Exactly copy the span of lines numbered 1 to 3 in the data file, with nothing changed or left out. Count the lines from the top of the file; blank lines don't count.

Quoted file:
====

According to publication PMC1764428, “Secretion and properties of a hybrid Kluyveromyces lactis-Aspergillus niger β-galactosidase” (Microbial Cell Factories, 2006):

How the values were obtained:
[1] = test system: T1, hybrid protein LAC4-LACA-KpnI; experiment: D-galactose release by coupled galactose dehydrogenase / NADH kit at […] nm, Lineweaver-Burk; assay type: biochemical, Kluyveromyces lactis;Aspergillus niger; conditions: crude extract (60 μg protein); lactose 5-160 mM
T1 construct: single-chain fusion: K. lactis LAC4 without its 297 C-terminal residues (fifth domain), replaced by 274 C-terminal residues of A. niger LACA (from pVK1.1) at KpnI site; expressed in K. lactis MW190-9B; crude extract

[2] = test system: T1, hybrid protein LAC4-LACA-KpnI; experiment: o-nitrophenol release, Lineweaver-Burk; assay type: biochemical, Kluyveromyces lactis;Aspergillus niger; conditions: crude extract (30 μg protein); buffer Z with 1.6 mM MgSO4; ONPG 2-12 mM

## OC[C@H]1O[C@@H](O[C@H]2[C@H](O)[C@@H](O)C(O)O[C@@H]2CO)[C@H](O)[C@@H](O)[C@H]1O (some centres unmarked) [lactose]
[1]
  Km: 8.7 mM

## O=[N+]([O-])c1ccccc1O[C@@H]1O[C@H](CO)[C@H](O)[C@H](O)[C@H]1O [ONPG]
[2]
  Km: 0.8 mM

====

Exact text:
According to publication PMC1764428, “Secretion and properties of a hybrid Kluyveromyces lactis-Aspergillus niger β-galactosidase” (Microbial Cell Factories, 2006):

How the values were obtained:
[1] = test system: T1, hybrid protein LAC4-LACA-KpnI; experiment: D-galactose release by coupled galactose dehydrogenase / NADH kit at […] nm, Lineweaver-Burk; assay type: biochemical, Kluyveromyces lactis;Aspergillus niger; conditions: crude extract (60 μg protein); lactose 5-160 mM